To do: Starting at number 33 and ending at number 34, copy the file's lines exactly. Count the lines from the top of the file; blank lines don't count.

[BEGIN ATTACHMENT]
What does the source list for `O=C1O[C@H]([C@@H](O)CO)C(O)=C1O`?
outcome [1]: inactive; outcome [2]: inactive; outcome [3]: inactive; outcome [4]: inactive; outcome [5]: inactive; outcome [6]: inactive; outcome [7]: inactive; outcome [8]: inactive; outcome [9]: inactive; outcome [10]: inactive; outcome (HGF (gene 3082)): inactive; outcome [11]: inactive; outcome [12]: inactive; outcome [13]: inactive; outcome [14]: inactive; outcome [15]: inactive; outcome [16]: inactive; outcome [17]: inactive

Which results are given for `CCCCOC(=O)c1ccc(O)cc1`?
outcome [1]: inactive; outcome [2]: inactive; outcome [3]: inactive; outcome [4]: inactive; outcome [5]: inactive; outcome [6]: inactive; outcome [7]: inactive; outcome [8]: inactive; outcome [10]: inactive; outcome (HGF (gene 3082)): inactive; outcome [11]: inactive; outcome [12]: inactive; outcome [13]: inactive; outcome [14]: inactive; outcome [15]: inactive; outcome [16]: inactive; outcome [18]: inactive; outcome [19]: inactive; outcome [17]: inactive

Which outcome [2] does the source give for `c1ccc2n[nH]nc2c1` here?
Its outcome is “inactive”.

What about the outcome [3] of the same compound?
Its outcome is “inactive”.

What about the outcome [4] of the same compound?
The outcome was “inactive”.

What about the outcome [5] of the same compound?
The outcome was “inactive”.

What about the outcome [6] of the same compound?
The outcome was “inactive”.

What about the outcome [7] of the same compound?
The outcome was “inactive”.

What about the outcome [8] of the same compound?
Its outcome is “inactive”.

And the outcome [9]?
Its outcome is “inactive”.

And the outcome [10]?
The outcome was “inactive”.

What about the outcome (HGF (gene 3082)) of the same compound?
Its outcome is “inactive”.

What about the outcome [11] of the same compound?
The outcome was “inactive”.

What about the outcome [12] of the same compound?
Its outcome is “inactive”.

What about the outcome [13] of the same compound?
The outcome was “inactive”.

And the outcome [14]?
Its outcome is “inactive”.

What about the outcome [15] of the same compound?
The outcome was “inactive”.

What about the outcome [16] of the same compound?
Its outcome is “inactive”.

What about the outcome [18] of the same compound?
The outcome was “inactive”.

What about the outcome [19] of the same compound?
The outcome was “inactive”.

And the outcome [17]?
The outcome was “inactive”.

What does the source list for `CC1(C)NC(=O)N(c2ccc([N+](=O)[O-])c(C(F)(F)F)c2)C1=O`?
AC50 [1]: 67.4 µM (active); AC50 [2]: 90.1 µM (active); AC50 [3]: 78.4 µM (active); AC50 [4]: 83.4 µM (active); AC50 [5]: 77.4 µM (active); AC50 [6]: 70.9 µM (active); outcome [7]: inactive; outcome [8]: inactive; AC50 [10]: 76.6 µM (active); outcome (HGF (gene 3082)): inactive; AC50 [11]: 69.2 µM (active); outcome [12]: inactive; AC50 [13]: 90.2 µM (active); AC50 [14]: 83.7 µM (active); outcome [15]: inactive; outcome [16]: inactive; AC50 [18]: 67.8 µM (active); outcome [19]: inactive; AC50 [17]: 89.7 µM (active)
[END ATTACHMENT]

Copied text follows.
What about the outcome [15] of the same compound?
The outcome was “inactive”.